A New Humanism: Let’s Take Technology for Granted
So much of our time and energy has become intertwined with new technologies, and incorporating them into our work. Now I feel a shift in focus coming on. In many ways it is a refocus upon the essential design approach, and a return to the art of construction.
Lately, I have been thinking about the effects that lifestyle trends have on my approach to design. In my work I find myself craving — more than ever — authenticity, craft, texture, and unique spatial quality. I feel like this aligns with a greater cultural shift that has a lot to do with a new generation who takes technology for granted. Observing the way this generation embraces things like community involvement, local businesses, sustainability and craft beer, I begin to draw a parallel to a new humanism and localism emerging as powerful trends in architectural design.
It all centers on renewed emphasis on real human interaction. Progressive companies and learning institutions understand this and see value in chance interaction, casual exchange of ideas, the power of real discourse, body language and the social aspect of work and learning. Because technology has offered people the convenience of working remotely, spaces now need to give people a reason to choose to come together in-person.
So how do we take technology for granted and create magnet places? Three ideas come to mind:
- Design for the senses: The importance that we’re now placing on localism, craft, and authenticity isn’t new. It’s tied to essential human needs for immediacy and direct connection through the senses. Successful design is sensory for that reason, and can be both explicit (such as in materials or color) and implicit (such as good air and light quality in a sustainably designed environment). In our recently completed AFI headquarters, emphasis was on space that is expressive, tactile, and authentic to the company’s brand and culture, which manifest in the employee break room just as much as the technology- rich main conference room.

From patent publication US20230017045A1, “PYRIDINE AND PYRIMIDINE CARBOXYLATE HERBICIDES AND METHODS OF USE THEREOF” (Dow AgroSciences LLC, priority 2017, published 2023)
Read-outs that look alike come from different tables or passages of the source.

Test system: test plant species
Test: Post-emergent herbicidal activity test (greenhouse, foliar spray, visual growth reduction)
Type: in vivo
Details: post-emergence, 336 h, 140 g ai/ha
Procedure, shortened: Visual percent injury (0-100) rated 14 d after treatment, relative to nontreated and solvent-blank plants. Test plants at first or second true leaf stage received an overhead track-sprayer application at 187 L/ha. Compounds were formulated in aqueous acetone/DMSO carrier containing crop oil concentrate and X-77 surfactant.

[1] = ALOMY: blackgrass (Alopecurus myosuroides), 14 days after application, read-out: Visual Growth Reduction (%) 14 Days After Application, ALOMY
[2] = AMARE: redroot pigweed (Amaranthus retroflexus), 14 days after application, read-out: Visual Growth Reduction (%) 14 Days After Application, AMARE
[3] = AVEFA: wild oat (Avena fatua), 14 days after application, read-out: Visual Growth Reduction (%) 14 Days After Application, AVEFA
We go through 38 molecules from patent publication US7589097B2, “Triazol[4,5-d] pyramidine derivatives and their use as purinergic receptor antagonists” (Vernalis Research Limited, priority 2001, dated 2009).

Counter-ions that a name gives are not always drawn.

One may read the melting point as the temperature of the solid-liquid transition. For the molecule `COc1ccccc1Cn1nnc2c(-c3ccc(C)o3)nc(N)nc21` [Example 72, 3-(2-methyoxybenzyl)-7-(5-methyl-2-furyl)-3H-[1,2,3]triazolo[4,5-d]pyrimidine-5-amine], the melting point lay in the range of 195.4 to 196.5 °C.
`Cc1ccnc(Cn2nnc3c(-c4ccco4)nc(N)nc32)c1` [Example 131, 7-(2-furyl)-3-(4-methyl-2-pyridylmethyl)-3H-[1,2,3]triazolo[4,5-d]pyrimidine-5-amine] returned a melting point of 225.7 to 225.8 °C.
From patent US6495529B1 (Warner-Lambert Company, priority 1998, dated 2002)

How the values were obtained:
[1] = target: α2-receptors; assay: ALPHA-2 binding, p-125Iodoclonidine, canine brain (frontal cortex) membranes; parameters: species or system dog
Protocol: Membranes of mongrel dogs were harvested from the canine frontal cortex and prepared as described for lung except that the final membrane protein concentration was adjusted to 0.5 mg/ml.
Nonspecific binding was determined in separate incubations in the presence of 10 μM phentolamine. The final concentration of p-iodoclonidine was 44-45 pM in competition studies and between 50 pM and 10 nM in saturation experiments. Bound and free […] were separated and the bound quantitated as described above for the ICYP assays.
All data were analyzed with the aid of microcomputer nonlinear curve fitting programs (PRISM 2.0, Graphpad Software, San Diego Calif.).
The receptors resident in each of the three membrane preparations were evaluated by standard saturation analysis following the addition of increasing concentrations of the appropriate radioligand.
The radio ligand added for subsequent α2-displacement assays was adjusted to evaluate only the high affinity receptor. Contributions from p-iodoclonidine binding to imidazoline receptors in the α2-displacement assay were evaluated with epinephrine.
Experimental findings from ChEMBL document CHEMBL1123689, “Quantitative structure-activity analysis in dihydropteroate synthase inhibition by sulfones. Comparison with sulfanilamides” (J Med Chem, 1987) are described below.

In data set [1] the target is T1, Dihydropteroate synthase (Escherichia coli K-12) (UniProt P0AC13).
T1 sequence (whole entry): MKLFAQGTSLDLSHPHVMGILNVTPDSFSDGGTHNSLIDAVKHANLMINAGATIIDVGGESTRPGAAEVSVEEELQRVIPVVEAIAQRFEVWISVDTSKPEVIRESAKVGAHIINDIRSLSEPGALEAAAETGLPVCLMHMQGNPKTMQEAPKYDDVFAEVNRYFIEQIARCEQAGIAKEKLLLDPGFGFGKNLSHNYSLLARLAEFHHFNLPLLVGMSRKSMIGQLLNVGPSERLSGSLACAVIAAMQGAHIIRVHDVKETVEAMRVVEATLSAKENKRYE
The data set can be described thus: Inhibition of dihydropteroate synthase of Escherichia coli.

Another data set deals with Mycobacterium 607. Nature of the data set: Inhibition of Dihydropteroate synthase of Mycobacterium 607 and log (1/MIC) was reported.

- Design spaces where people can unplug: There are nuances to communicating in person (rolling a chair backward or forward, pointing to things, passing something back and forth, hand gestures, facial expressions, looking someone in the eye...) that just don’t come across a screen. You can still feel a distance in collaboration technology, and that has some impact on how effectively we engage with our coworkers. Vibrant companies like Ping Identity Corporation continue to create great places where people can unplug to work together face-to-face because it’s how people work best.
- Design for chance interactions: Even technology giants build spaces with the goal of getting employees to run into one another and chat. Our team has been designing TI’s and a new campus building for Google, whose workplace standards focus on getting their employees up from their desks and meeting each other in what they call “casual collisions.” These are encounters that not only build culture, but lead to new ideas that wouldn’t have occurred any other way.
Technology has hit a development level that we can start to make it invisible, allowing us to remember that in-person connections have the most impact in our lives. Organizations are reemphasizing the importance of space in their operations: inviting places where people can work together face-to-face; where the cultural importance of “local” is honored; where connections are at their most authentic; and where sustainability is shared as both a value and an experience.